The Lynx is armed with a Lance 2.0 turret that includes a 35-millimeter cannon and mission pods capable of carrying anti-tank guided missiles, drones, or loitering munitions. The vehicle is equipped with a modular armor system that weighs between 37 and 55 tons, according to Breaking Defense. The system would allow the Army to deploy Lynxes with less armor to places where local bridges couldn’t support the weight of a 55-ton vehicle.

    Here’s a video of the KF41 Lynx produced for the Australian Army’s IFV competition:

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    Option #2: BAE OMFV Mystery Vehicle

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    BAE’s entry is a bit mysterious. The company teased out a shadowed image of its entrant on social media, which armored vehicle watchers naturally adjusted to bring out more details. The vehicle appears to be the company’s Armored Multi Purpose Vehicle (AMPV), which it designed for the U.S. Army as a personnel carrier, mortar carrier, headquarters, and medevac vehicle. The AMPV is actually derived in large part from the M2 Bradley, leading some to call it “Bradley Next Generation.”

    The turret appears to be an Elbit UT30MKII unmanned turret, which makes sense, as BAE and Elbit announced they would work together on an OMFV last year. The turret is armed with the ATK MK.44 30-millimeter gun, which is the same autocannon used on the M1296 Stryker Dragoon infantry combat vehicle, the Zumwalt-class destroyers, and the AC-130W “Spooky” airborne gunships. The turret also features a coaxial 7.62-millimeter machine gun.

    The AMPV general purpose vehicle has a crew of two and can carry six passengers. It’s not clear how many passengers a OMFV variant would carry.

    Here’s a video of the MK.44 gun working over a simulated trench line with airburst rounds:

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    Option #3: General Dynamics Land Systems Griffin III

    griffin iii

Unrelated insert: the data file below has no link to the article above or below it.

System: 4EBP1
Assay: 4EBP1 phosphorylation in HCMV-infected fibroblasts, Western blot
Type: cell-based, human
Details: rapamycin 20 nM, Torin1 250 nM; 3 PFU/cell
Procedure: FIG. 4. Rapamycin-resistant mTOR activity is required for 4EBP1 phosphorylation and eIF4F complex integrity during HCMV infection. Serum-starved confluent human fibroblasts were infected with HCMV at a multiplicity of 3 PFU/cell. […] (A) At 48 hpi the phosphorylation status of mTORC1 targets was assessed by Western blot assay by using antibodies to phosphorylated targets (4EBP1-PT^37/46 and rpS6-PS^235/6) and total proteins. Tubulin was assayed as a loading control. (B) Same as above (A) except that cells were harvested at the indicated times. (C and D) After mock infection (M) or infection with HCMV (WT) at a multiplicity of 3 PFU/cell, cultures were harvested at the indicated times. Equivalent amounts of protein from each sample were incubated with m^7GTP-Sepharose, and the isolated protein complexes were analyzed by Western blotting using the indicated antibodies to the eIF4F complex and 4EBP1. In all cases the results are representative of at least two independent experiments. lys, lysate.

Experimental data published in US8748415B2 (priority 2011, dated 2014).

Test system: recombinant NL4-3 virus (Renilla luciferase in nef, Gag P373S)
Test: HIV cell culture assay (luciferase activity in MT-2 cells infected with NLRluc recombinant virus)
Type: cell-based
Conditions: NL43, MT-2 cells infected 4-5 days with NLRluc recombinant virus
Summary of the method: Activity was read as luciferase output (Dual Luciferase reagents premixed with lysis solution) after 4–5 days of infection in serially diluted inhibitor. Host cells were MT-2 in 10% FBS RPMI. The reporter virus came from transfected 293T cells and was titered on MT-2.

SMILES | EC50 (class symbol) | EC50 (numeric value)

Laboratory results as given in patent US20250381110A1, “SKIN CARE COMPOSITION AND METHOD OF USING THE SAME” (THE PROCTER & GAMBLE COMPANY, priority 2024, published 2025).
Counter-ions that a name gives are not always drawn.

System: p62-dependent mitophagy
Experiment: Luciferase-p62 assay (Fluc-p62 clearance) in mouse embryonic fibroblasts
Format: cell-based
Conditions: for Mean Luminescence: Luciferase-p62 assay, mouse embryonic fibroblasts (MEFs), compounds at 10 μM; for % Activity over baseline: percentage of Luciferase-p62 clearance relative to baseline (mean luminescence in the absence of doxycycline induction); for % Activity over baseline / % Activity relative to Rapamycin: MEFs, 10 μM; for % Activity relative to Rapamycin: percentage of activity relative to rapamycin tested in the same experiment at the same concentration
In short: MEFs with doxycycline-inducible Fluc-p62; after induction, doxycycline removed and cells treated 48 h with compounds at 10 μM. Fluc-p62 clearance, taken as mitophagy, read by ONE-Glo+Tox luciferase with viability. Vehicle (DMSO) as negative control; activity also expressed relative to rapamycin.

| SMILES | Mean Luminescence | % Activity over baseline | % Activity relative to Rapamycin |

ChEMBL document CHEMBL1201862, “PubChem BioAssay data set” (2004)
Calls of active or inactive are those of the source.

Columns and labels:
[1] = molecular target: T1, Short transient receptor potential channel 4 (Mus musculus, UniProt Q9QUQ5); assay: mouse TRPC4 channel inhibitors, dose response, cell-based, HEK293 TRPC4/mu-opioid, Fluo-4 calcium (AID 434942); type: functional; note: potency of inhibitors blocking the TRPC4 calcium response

GDLS Griffin III with 50-millimeter gun.

    General Dynamics Land Systems/Facebook

    The Land Systems Griffin III is an IFV originally based on the Ajax armored reconnaissance vehicle built for the British Army. The tracked vehicle is in a similar weight class as the KF41, can carry six soldiers in the back, can launch AeroEnvironment Shrike mini-drones, and is armored with a 50-millimeter rapid fire gun—the largest among the OMFV contestants.

    General Dynamics declined to release an official image of its vehicle, but the image above is the infantry carrier with a 50-millimeter gun.

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    Option #4: Hanwha Defense/Oshkosh Redback

    redback omfv

    Hanwha

    Hanwha/Oshkosh is offering an Americanized version of South Korea’s K21 infantry fighting vehicle, which first entered service in 2009 with the Republic of Korea Army.

    The Redback, a 43-ton vehicle with a crew of three, is capable of carrying six to eight passengers. It’s armed with a 30-millimeter cannon and 7.62-millimeter coaxial machine gun, a .50-caliber remote weapon system, and the Israeli Spike LR2 anti-tank missile system built into the turret. Hanhwa says the Redback’s hydro-pneumatic suspension system gives it superior cross-country mobility.

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    The five contractor teams will each design digital prototypes, per Defense News. Three semifinalists will construct prototypes, and the Army will select one winner in 2027, with an eye toward sending the new vehicle to combat units by 2030.